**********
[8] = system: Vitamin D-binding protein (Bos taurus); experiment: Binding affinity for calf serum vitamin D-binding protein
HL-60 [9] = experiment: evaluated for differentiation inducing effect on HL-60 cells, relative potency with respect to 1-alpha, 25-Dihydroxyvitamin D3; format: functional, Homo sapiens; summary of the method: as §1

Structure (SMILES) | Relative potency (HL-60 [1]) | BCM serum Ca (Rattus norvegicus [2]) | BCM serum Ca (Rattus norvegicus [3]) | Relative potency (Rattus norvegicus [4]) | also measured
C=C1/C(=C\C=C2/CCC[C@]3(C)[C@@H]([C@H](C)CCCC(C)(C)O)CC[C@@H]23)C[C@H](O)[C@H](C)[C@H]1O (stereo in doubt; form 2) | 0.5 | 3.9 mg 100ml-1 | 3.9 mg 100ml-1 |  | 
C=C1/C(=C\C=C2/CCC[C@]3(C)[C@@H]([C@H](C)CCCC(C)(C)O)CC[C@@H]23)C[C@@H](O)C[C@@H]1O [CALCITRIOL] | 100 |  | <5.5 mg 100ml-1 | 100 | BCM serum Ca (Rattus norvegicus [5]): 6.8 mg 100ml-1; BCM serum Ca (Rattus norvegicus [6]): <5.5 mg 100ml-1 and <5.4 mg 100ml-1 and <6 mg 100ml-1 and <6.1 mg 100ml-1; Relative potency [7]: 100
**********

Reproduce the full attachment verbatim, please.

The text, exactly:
[8] = system: Vitamin D-binding protein (Bos taurus); experiment: Binding affinity for calf serum vitamin D-binding protein
HL-60 [9] = experiment: evaluated for differentiation inducing effect on HL-60 cells, relative potency with respect to 1-alpha, 25-Dihydroxyvitamin D3; format: functional, Homo sapiens; summary of the method: as §1

Structure (SMILES) | Relative potency (HL-60 [1]) | BCM serum Ca (Rattus norvegicus [2]) | BCM serum Ca (Rattus norvegicus [3]) | Relative potency (Rattus norvegicus [4]) | also measured
C=C1/C(=C\C=C2/CCC[C@]3(C)[C@@H]([C@H](C)CCCC(C)(C)O)CC[C@@H]23)C[C@H](O)[C@H](C)[C@H]1O (stereo in doubt; form 2) | 0.5 | 3.9 mg 100ml-1 | 3.9 mg 100ml-1 |  | 
C=C1/C(=C\C=C2/CCC[C@]3(C)[C@@H]([C@H](C)CCCC(C)(C)O)CC[C@@H]23)C[C@@H](O)C[C@@H]1O [CALCITRIOL] | 100 |  | <5.5 mg 100ml-1 | 100 | BCM serum Ca (Rattus norvegicus [5]): 6.8 mg 100ml-1; BCM serum Ca (Rattus norvegicus [6]): <5.5 mg 100ml-1 and <5.4 mg 100ml-1 and <6 mg 100ml-1 and <6.1 mg 100ml-1; Relative potency [7]: 100